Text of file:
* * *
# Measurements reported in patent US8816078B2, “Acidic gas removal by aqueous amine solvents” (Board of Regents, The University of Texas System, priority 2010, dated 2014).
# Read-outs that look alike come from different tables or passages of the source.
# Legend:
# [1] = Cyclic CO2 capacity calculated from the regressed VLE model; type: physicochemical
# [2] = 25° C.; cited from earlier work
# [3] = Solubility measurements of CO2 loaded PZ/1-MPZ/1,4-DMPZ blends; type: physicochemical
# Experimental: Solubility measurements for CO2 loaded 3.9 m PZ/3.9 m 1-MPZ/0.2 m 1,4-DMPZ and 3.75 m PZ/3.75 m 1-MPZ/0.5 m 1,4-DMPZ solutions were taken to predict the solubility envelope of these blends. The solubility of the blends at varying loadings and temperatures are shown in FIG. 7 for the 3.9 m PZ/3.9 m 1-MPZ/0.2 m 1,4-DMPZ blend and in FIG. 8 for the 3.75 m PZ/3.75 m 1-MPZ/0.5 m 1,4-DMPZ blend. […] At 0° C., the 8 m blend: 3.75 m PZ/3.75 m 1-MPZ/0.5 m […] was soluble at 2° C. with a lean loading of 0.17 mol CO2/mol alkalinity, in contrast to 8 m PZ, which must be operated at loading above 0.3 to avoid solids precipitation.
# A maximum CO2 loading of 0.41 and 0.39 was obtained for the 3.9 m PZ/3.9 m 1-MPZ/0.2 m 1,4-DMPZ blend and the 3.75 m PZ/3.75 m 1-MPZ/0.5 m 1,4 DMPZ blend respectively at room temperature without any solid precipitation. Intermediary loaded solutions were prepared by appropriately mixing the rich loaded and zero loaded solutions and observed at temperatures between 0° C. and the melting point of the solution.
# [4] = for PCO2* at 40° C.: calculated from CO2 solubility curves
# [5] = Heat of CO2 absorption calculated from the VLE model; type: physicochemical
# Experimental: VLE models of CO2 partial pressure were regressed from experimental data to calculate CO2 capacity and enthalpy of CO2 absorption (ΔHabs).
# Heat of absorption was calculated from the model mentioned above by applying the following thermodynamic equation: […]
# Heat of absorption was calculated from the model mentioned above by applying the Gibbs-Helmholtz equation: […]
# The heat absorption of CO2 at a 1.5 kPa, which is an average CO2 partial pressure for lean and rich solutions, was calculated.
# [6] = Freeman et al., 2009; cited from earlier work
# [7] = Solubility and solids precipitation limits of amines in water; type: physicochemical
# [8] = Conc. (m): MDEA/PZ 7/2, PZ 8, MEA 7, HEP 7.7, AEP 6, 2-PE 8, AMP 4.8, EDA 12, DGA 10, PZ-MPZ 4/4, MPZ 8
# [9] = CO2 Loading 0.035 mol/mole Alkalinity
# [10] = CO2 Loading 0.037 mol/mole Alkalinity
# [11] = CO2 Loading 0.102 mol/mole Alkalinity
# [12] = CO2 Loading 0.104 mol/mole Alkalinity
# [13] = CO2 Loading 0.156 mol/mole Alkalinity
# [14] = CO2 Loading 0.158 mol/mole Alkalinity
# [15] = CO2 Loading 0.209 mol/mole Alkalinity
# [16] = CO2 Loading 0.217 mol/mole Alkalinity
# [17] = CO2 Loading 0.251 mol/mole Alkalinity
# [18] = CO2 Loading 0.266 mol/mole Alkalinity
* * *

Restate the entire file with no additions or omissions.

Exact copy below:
# Measurements reported in patent US8816078B2, “Acidic gas removal by aqueous amine solvents” (Board of Regents, The University of Texas System, priority 2010, dated 2014).
# Read-outs that look alike come from different tables or passages of the source.
# Legend:
# [1] = Cyclic CO2 capacity calculated from the regressed VLE model; type: physicochemical
# [2] = 25° C.; cited from earlier work
# [3] = Solubility measurements of CO2 loaded PZ/1-MPZ/1,4-DMPZ blends; type: physicochemical
# Experimental: Solubility measurements for CO2 loaded 3.9 m PZ/3.9 m 1-MPZ/0.2 m 1,4-DMPZ and 3.75 m PZ/3.75 m 1-MPZ/0.5 m 1,4-DMPZ solutions were taken to predict the solubility envelope of these blends. The solubility of the blends at varying loadings and temperatures are shown in FIG. 7 for the 3.9 m PZ/3.9 m 1-MPZ/0.2 m 1,4-DMPZ blend and in FIG. 8 for the 3.75 m PZ/3.75 m 1-MPZ/0.5 m 1,4-DMPZ blend. […] At 0° C., the 8 m blend: 3.75 m PZ/3.75 m 1-MPZ/0.5 m […] was soluble at 2° C. with a lean loading of 0.17 mol CO2/mol alkalinity, in contrast to 8 m PZ, which must be operated at loading above 0.3 to avoid solids precipitation.
# A maximum CO2 loading of 0.41 and 0.39 was obtained for the 3.9 m PZ/3.9 m 1-MPZ/0.2 m 1,4-DMPZ blend and the 3.75 m PZ/3.75 m 1-MPZ/0.5 m 1,4 DMPZ blend respectively at room temperature without any solid precipitation. Intermediary loaded solutions were prepared by appropriately mixing the rich loaded and zero loaded solutions and observed at temperatures between 0° C. and the melting point of the solution.
# [4] = for PCO2* at 40° C.: calculated from CO2 solubility curves
# [5] = Heat of CO2 absorption calculated from the VLE model; type: physicochemical
# Experimental: VLE models of CO2 partial pressure were regressed from experimental data to calculate CO2 capacity and enthalpy of CO2 absorption (ΔHabs).
# Heat of absorption was calculated from the model mentioned above by applying the following thermodynamic equation: […]
# Heat of absorption was calculated from the model mentioned above by applying the Gibbs-Helmholtz equation: […]
# The heat absorption of CO2 at a 1.5 kPa, which is an average CO2 partial pressure for lean and rich solutions, was calculated.
# [6] = Freeman et al., 2009; cited from earlier work
# [7] = Solubility and solids precipitation limits of amines in water; type: physicochemical
# [8] = Conc. (m): MDEA/PZ 7/2, PZ 8, MEA 7, HEP 7.7, AEP 6, 2-PE 8, AMP 4.8, EDA 12, DGA 10, PZ-MPZ 4/4, MPZ 8
# [9] = CO2 Loading 0.035 mol/mole Alkalinity
# [10] = CO2 Loading 0.037 mol/mole Alkalinity
# [11] = CO2 Loading 0.102 mol/mole Alkalinity
# [12] = CO2 Loading 0.104 mol/mole Alkalinity
# [13] = CO2 Loading 0.156 mol/mole Alkalinity
# [14] = CO2 Loading 0.158 mol/mole Alkalinity
# [15] = CO2 Loading 0.209 mol/mole Alkalinity
# [16] = CO2 Loading 0.217 mol/mole Alkalinity
# [17] = CO2 Loading 0.251 mol/mole Alkalinity
# [18] = CO2 Loading 0.266 mol/mole Alkalinity